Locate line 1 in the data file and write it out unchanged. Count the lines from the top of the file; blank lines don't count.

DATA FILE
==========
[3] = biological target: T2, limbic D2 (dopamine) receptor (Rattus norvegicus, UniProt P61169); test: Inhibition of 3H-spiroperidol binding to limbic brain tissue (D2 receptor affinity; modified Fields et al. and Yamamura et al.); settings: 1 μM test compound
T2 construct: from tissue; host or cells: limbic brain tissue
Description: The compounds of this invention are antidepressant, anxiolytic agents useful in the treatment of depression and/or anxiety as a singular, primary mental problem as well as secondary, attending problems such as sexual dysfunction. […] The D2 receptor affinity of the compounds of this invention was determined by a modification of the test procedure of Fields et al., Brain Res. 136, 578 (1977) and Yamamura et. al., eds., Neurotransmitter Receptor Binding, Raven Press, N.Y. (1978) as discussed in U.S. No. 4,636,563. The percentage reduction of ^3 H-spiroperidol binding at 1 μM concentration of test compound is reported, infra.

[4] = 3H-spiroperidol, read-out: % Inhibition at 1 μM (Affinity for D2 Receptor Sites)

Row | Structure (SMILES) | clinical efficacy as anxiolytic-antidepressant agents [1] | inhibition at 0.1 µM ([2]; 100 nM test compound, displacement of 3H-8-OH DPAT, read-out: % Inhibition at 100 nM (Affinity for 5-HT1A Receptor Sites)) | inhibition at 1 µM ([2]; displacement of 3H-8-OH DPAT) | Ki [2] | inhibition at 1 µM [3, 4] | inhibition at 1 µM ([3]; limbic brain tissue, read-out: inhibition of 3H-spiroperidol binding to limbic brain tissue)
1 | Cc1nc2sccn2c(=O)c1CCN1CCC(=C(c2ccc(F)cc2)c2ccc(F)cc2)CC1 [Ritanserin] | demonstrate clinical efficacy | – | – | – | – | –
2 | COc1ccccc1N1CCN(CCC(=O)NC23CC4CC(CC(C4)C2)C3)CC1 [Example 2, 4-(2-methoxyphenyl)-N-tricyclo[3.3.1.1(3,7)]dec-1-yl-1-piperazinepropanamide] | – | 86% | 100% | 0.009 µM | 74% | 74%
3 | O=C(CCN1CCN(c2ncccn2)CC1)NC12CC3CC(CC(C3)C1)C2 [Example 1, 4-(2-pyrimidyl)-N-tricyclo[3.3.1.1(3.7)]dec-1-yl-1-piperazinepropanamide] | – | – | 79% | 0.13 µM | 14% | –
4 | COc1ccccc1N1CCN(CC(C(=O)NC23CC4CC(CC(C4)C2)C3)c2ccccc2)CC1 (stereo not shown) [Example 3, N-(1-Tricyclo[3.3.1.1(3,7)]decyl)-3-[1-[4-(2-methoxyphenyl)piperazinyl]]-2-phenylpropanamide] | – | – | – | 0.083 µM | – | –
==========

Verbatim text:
[3] = biological target: T2, limbic D2 (dopamine) receptor (Rattus norvegicus, UniProt P61169); test: Inhibition of 3H-spiroperidol binding to limbic brain tissue (D2 receptor affinity; modified Fields et al. and Yamamura et al.); settings: 1 μM test compound